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rmocarsky
June 7, 2009, 06:46 PM
Hello hunters,

I realize this is not about firearms but I have to relay this unbelievable happening.

My 32 year old nephew is an AVID deer hunter, gun and bow.

He lives pretty far away from me and I only see him a few times a year, and when I do, we report to each other how our deer season went.

Wow . . .

He showed me pics.

He was bowhunting early Oct., 2008. Had 3 arrows. This guy hunts from dawn to dusk.

He has 3 arrows.


In the morning from his treestand, he saw a nice 6 pt buck, grunted him in but he wouldn't come super close. About 30 yards.

He lets loose an arrow. Miss.

Now two arrows. The whole day passes. HOLY MACKERAL! Here comes what looks to be the same 6 pointer as light is fading fast.

First arrow, down he goes. Spine shot. Rear legs useless. trying to crawl away. With his last arrow my newphew tries to finish the buck. Just as he releases, the buck thrashes, and arrow deflects off his rack.

NO MORE ARROWS!

And a still very much alive, albeit crippled 6 point buck.

Nephew climbs down from treestand, using his flash light, finds a young sapling tree, hacks it down with his knife.

Whittles a point . . . get the picture? I do not think I could have done this myself.

He finished the buck by shoving the "spear" up under its rib cage as deep as he could. Said death was just about instant.

True story. He kept the "spear" and will always keep it as a souvenir.


Rmocarsky

hogdogs
June 7, 2009, 06:59 PM
I came a cross a buck that had been carhit and crawled 700-1000 yards (maybe more) and was near starvation and dehydrated. I did the Noble Deed and "stuck" it with my folding buck knife I used on hogs. Glad the guy got the job done.
Brent

FrontSight
June 8, 2009, 10:57 AM
i think that was a pretty humane act, albeit a heartwrenching one to commit!

Doyle
June 8, 2009, 11:39 AM
Out of the two arrows that missed, I would think he would be able to recover at least one of them. I think I shot 8 or 9 times last season and only failed to recover 2 or 3 of the arrows.

davlandrum
June 8, 2009, 01:15 PM
Good job in a bad situation,

but, seriously, only 3 arrows - why?:confused:

hogdogs
June 8, 2009, 01:59 PM
For deer hunting, I load the gun of choice, no spare ammo for me... 5 in the mossbergs and 6 in the marlin:D That is for the deer, hogs and any yotes I see...
Brent

Doyle
June 8, 2009, 02:12 PM
but, seriously, only 3 arrows - why?

I only carry 4 when I go. That's all my quiver holds and I don't want to lug around a 2nd quiver.

Gbro
June 8, 2009, 02:23 PM
Similar event happened to me when I shot my very 1st deer with a rifle. i was shaking so bad I couldn't hit it a 2nd time to finish it off.
It was a terrible conclusion to what was suppose to be a super great event.
The stress of the incident made for strong tasting venison (that was told to me then by the experienced hunters).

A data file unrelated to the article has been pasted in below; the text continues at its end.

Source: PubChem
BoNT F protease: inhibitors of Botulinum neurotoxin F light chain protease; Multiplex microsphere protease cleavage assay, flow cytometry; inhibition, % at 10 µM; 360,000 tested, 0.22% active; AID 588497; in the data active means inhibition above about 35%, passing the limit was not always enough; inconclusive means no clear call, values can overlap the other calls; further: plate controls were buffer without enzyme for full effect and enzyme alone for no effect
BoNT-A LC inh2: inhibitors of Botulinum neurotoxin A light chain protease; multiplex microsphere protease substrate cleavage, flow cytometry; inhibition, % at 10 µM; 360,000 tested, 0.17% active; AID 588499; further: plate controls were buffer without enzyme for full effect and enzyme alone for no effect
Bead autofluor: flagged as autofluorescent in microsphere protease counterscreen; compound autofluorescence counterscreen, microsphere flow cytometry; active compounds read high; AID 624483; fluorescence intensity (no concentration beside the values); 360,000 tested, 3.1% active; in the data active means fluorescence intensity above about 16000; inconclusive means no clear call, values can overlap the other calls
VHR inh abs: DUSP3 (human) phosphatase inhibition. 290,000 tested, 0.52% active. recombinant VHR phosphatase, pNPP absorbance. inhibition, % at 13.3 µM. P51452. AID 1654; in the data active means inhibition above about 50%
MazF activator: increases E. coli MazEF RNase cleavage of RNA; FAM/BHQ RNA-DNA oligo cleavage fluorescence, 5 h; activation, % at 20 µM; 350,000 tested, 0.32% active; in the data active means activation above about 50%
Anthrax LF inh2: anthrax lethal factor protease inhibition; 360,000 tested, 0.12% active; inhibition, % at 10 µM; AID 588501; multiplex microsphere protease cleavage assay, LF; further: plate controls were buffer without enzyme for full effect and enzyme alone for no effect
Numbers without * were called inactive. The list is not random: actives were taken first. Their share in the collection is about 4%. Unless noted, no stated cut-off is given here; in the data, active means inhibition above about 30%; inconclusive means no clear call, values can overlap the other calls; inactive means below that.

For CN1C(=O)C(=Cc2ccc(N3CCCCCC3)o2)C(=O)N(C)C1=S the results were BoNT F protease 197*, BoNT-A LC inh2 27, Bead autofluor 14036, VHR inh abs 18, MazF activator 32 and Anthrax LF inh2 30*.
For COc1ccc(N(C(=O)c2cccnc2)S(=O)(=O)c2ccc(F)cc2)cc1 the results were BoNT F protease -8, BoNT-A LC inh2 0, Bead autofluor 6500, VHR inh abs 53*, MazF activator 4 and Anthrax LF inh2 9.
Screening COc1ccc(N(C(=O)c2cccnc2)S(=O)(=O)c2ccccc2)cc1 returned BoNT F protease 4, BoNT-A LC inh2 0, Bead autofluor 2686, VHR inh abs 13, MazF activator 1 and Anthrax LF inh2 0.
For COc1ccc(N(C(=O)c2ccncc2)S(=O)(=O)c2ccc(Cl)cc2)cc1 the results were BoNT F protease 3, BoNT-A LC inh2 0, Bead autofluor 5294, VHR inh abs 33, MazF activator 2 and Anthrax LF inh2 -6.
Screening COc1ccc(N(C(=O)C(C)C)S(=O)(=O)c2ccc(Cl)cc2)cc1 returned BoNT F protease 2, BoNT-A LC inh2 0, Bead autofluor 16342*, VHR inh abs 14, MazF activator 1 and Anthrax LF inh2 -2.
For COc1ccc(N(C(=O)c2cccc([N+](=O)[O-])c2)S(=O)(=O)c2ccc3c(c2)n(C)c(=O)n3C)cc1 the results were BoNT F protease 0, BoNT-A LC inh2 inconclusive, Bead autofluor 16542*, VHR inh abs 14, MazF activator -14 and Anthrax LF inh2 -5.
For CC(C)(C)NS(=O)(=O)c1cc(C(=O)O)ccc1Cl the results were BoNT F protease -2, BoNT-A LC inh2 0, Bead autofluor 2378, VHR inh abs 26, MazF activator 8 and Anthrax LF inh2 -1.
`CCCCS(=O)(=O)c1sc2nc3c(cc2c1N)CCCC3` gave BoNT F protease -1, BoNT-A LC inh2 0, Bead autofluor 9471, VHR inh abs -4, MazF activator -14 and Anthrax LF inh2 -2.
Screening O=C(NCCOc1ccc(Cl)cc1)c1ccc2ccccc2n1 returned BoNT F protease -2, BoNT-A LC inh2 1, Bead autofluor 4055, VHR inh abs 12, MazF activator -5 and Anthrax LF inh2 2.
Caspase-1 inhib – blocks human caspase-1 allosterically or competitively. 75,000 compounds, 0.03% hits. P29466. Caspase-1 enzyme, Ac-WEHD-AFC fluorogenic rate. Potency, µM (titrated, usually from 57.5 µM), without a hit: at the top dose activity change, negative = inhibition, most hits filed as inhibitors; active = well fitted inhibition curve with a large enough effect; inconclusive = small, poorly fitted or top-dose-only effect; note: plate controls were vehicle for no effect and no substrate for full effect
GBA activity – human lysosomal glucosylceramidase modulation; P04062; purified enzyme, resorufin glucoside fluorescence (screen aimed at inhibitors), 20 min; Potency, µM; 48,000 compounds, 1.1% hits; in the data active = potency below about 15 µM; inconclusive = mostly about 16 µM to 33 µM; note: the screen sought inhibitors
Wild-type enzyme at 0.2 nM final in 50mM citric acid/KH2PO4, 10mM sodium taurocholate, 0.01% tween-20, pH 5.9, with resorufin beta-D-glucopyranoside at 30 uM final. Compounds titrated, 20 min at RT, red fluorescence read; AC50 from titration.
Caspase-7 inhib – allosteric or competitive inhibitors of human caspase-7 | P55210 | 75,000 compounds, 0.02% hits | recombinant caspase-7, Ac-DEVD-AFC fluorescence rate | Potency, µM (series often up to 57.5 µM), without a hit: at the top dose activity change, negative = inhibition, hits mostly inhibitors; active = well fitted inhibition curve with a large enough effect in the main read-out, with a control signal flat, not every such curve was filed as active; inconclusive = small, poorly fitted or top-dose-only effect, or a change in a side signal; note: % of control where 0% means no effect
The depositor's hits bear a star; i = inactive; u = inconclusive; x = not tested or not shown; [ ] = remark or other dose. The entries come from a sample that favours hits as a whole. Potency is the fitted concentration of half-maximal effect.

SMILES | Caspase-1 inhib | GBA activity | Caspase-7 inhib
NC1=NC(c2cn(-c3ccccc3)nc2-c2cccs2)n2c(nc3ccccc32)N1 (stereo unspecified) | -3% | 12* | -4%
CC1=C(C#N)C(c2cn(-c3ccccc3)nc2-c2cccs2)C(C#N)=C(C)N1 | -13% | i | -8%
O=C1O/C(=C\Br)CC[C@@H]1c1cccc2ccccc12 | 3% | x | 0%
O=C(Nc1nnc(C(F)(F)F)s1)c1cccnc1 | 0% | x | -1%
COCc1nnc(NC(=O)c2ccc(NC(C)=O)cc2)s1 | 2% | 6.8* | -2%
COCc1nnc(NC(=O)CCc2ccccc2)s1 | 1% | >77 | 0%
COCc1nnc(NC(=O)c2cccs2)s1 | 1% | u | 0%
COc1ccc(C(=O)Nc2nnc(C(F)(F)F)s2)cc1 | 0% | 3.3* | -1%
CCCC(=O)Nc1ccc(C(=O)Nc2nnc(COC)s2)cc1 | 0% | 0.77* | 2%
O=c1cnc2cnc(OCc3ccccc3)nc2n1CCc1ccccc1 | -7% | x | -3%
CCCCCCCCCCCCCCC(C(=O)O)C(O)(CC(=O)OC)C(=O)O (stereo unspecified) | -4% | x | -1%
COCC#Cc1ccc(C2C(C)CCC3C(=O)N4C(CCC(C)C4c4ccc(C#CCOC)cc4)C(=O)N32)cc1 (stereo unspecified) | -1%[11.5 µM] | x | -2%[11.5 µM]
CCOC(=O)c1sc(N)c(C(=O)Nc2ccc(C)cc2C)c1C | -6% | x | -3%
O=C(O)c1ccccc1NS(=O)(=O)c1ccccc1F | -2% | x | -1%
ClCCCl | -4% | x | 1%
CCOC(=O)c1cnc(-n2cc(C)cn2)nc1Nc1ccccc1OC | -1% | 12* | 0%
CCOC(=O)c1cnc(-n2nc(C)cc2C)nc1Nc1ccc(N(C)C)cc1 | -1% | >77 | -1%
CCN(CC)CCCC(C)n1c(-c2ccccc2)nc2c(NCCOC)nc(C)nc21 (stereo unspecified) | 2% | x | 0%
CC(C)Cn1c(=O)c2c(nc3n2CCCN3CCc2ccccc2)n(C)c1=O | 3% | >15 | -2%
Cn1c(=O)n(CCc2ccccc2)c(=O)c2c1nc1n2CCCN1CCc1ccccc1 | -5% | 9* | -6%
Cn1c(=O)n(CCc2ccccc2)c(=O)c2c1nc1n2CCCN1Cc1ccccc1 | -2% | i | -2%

davlandrum
June 8, 2009, 02:36 PM
That's all my quiver holds

Seems to be the trend in quivers - smaller is better. Not sure if it is being driven by tree-stand hunters or what.

For still-hunting, I like at least an 8-arrow quiver. That lets me take 2-3 "bad" arrows with blunts or field points for popping a stump occasionally, or a grouse or rabbit for the pot, and still have "enough" tuned arrows with broadheads to hunt with.

I guess "enough" is enough, until it isn't.

Brian Pfleuger
June 8, 2009, 07:39 PM
Been there, done that.... twice.


Once, had to climb down and pull the arrow out of the deer and re-shoot it.:barf: Point blank shooting a deer with a bow makes a TERRIBLE noise.

Once, had to cut an arrow out of a tree and shoot the deer.

Both times were terrible, weird, fluke-type incidents, not indicative of my hunting style or skill, I can assure you.

Jack O'Conner
June 9, 2009, 07:12 AM
Years ago, my brother and I finished off a car-struck buck caveman style. With bowling ball sized rocks. No offense intended to Cave Men.

Jack

Jekyll
June 9, 2009, 11:19 AM
Many years ago my son shot and wounded a doe at dusk with his rifle. We were hunting on a county line in a gun county while the next county was bow only.

We tracked the deer accros the county line and to within 50 yards of a house so no coup de gras shot was possible. We got to the deer and kept our flashlight in its eyes to blind it while I approached with my knife. I stradled the deer and stabbed it only to discover how dense the hair is. I don't know today whether I got the knife into it or not. The doe bucked me off and we never saw it again as it dissapeared into the night.

I learned many lessons from that experience.

Kreyzhorse
June 9, 2009, 02:50 PM
Once, had to climb down and pull the arrow out of the deer and re-shoot it. Point blank shooting a deer with a bow makes a TERRIBLE noise.

Once, had to cut an arrow out of a tree and shoot the deer.

Both times were terrible, weird, fluke-type incidents, not indicative of my hunting style or skill, I can assure you.

Stories like this are, in my opinion, what define real hunters. It's easy to shoot a deer, but it's hard to finish them in a situation like this one. No matter how good of hunters we are, bad things happen. Righting the situation, no matter how hard, is what defines a good hunter to me.